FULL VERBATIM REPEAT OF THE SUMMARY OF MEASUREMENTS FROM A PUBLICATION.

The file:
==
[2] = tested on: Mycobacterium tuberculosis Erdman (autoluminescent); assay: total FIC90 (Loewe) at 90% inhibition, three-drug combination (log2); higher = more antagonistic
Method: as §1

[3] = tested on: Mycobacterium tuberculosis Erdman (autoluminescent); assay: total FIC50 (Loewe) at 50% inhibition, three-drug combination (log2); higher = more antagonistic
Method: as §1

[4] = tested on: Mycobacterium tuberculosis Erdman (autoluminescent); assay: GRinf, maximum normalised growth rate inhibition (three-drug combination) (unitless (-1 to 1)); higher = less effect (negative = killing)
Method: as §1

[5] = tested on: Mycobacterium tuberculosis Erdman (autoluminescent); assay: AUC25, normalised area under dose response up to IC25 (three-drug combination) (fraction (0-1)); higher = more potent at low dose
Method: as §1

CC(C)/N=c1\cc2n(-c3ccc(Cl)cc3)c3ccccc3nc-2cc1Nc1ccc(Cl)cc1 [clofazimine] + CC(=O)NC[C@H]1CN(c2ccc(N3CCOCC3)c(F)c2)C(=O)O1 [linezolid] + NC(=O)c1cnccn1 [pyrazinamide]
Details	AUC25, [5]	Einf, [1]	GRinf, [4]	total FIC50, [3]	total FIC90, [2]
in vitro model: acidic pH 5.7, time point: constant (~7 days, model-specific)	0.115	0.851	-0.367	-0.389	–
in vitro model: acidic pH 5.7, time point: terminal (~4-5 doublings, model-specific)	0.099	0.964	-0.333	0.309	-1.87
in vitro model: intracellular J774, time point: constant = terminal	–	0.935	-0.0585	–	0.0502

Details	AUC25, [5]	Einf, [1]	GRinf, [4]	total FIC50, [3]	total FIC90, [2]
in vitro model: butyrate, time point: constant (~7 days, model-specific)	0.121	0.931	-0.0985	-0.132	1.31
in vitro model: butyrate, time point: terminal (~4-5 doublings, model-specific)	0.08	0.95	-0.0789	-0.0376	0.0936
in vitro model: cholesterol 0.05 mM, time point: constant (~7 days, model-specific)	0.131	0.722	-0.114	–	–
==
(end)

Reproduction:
[2] = tested on: Mycobacterium tuberculosis Erdman (autoluminescent); assay: total FIC90 (Loewe) at 90% inhibition, three-drug combination (log2); higher = more antagonistic
Method: as §1

[3] = tested on: Mycobacterium tuberculosis Erdman (autoluminescent); assay: total FIC50 (Loewe) at 50% inhibition, three-drug combination (log2); higher = more antagonistic
Method: as §1

[4] = tested on: Mycobacterium tuberculosis Erdman (autoluminescent); assay: GRinf, maximum normalised growth rate inhibition (three-drug combination) (unitless (-1 to 1)); higher = less effect (negative = killing)
Method: as §1

[5] = tested on: Mycobacterium tuberculosis Erdman (autoluminescent); assay: AUC25, normalised area under dose response up to IC25 (three-drug combination) (fraction (0-1)); higher = more potent at low dose
Method: as §1

CC(C)/N=c1\cc2n(-c3ccc(Cl)cc3)c3ccccc3nc-2cc1Nc1ccc(Cl)cc1 [clofazimine] + CC(=O)NC[C@H]1CN(c2ccc(N3CCOCC3)c(F)c2)C(=O)O1 [linezolid] + NC(=O)c1cnccn1 [pyrazinamide]
Details	AUC25, [5]	Einf, [1]	GRinf, [4]	total FIC50, [3]	total FIC90, [2]
in vitro model: acidic pH 5.7, time point: constant (~7 days, model-specific)	0.115	0.851	-0.367	-0.389	–
in vitro model: acidic pH 5.7, time point: terminal (~4-5 doublings, model-specific)	0.099	0.964	-0.333	0.309	-1.87
in vitro model: intracellular J774, time point: constant = terminal	–	0.935	-0.0585	–	0.0502

Details	AUC25, [5]	Einf, [1]	GRinf, [4]	total FIC50, [3]	total FIC90, [2]
in vitro model: butyrate, time point: constant (~7 days, model-specific)	0.121	0.931	-0.0985	-0.132	1.31
in vitro model: butyrate, time point: terminal (~4-5 doublings, model-specific)	0.08	0.95	-0.0789	-0.0376	0.0936
in vitro model: cholesterol 0.05 mM, time point: constant (~7 days, model-specific)	0.131	0.722	-0.114	–	–